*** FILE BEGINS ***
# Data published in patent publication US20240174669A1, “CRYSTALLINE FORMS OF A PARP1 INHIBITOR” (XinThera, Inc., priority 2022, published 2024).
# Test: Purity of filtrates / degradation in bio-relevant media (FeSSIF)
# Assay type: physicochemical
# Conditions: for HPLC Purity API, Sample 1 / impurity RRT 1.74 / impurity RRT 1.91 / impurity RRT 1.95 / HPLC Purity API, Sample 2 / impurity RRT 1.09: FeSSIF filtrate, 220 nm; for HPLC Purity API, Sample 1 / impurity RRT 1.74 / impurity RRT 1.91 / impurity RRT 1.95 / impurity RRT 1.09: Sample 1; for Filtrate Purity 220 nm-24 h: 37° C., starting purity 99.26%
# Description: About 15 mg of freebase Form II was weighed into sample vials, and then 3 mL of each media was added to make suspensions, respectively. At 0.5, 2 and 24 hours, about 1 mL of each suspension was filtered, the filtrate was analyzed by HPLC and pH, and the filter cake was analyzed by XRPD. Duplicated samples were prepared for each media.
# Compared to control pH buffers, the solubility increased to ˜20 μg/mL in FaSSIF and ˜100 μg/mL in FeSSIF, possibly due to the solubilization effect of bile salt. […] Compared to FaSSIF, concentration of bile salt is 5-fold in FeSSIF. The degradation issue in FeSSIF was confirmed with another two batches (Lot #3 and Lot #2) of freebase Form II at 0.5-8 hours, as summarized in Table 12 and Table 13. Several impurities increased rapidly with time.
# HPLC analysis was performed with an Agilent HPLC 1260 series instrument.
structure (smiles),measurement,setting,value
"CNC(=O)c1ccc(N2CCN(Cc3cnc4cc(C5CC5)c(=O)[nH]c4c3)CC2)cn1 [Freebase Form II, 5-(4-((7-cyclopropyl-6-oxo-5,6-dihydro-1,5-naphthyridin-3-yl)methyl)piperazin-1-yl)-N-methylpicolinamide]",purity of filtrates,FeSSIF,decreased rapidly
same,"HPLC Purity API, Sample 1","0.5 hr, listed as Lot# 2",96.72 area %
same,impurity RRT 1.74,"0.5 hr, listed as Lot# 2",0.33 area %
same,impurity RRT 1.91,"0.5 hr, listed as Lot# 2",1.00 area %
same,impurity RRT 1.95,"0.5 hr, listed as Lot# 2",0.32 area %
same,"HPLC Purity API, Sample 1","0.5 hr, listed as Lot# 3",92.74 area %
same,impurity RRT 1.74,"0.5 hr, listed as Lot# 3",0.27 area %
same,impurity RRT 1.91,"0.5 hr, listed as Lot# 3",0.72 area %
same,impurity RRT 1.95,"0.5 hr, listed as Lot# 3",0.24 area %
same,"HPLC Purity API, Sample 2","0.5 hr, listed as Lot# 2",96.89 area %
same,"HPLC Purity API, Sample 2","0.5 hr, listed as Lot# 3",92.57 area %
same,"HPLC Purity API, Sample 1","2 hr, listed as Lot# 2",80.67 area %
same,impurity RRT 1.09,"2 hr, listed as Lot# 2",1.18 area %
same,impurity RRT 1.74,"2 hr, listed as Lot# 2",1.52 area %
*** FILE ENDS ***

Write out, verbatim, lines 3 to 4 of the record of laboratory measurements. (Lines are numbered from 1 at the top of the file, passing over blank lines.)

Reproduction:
# Assay type: physicochemical
# Conditions: for HPLC Purity API, Sample 1 / impurity RRT 1.74 / impurity RRT 1.91 / impurity RRT 1.95 / HPLC Purity API, Sample 2 / impurity RRT 1.09: FeSSIF filtrate, 220 nm; for HPLC Purity API, Sample 1 / impurity RRT 1.74 / impurity RRT 1.91 / impurity RRT 1.95 / impurity RRT 1.09: Sample 1; for Filtrate Purity 220 nm-24 h: 37° C., starting purity 99.26%